Dr. Mittenberg was the defense's mental health expert. He performed tests on Knight and determined that Knight suffered from a brain abnormality. This determination was further supported by Knight's PET scans. Knight's trial counsel testified at the evidentiary hearing that he was relying on Dr. Mittenberg's testimony to show that Knight's brain abnormality impacted his behavior and to prove the mitigator that on the night of the crime, Knight was unable to control his behavior. However, during trial but before Dr. Mittenberg was scheduled to testify, he notified trial counsel that he would not be testifying due to emotional distress. Counsel later discovered from Dr. Mittenberg's attorney that the emotional distress was caused by his excessive drinking, which began because he believed that he had committed a federal crime by inappropriately scoring Knight's Minnesota Multiphasic Personality Inventory (MMPI). A hearing was held, during which Dr. Mittenberg asserted his Fifth Amendment privilege, and trial counsel moved for a mistrial. Trial counsel's motion was denied, but the court granted a two-month recess to find another mental health expert. Trial counsel then hired Dr. Arias, who was unable to replicate Dr. Mittenberg's results and was unable to confirm that Knight had a brain abnormality. During the penalty phase of trial, trial counsel could have introduced Dr. Mittenberg's pretrial deposition as well as the report of his findings. However, at the evidentiary hearing, trial counsel testified that he did not introduce either the deposition or the report due to the flaws in Dr. Mittenberg's analysis.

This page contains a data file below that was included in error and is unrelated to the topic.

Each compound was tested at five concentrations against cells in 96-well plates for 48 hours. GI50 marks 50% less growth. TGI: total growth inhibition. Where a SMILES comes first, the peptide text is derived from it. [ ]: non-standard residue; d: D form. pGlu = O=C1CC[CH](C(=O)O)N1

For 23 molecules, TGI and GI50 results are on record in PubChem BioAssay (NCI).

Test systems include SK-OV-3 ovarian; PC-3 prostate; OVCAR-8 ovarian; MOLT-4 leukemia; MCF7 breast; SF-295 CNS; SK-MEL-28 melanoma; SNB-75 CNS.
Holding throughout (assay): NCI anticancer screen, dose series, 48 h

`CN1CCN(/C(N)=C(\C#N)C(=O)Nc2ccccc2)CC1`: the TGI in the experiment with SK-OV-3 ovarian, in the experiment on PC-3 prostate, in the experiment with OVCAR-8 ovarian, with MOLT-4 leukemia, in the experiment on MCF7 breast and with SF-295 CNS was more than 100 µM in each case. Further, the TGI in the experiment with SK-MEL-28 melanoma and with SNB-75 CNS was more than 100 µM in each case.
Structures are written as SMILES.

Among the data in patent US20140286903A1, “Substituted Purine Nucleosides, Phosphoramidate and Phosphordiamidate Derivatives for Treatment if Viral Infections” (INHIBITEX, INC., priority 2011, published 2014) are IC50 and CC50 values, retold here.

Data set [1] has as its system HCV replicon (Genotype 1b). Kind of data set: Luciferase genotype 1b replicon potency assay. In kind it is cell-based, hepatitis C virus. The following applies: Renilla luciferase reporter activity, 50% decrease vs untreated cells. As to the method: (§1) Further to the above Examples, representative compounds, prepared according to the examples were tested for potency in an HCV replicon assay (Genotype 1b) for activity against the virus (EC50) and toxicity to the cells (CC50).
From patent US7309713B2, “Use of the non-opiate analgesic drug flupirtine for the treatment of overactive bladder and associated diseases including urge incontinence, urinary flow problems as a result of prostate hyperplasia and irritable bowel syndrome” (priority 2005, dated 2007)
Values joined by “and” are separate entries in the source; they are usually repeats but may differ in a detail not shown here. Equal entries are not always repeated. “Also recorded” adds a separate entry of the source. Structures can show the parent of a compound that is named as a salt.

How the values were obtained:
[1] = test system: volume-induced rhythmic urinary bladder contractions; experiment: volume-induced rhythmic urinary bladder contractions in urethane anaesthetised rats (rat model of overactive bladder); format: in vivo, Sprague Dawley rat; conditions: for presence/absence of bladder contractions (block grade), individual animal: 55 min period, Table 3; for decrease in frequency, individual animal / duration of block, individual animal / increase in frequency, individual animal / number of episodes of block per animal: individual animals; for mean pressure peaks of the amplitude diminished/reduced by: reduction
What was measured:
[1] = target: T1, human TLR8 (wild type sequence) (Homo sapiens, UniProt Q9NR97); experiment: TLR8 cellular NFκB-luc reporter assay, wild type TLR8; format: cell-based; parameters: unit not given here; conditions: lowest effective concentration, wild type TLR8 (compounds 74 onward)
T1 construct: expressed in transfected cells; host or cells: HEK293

Knight asserts that trial counsel failed to ensure that Knight had the assistance of a competent mental health expert. Consequently, he argues that had the jury been offered mitigating evidence that Knight suffered from a mental health problem, Knight's sentence would have been different. For the reasons below, we conclude that there is competent, substantial evidence to support the postconviction court's finding that Knight failed to show that counsel's performance was deficient and prejudicial.
In Hoskins v. State, 75 So.3d 250, 255 (Fla. 2011), this Court reiterated the rule that “counsel's entire investigation and presentation will not be rendered deficient simply because a defendant has now found a more favorable expert.” Hoskins also failed to show prejudice because “his experts in both the penalty phase and postconviction hearing testified that Hoskins suffered from brain damage․ The jury in the penalty phase, however, did not find such evidence sufficient to overcome aggravation in this case.” Id. at 255 (quoting Card v. State, 992 So.2d 810, 818 (Fla. 2008); see also Pham v. State, 177 So.3d 955, 962 (Fla. 2015) (“As we have repeatedly stated, trial counsel is not deficient simply because postconviction counsel can find a more favorable expert.”).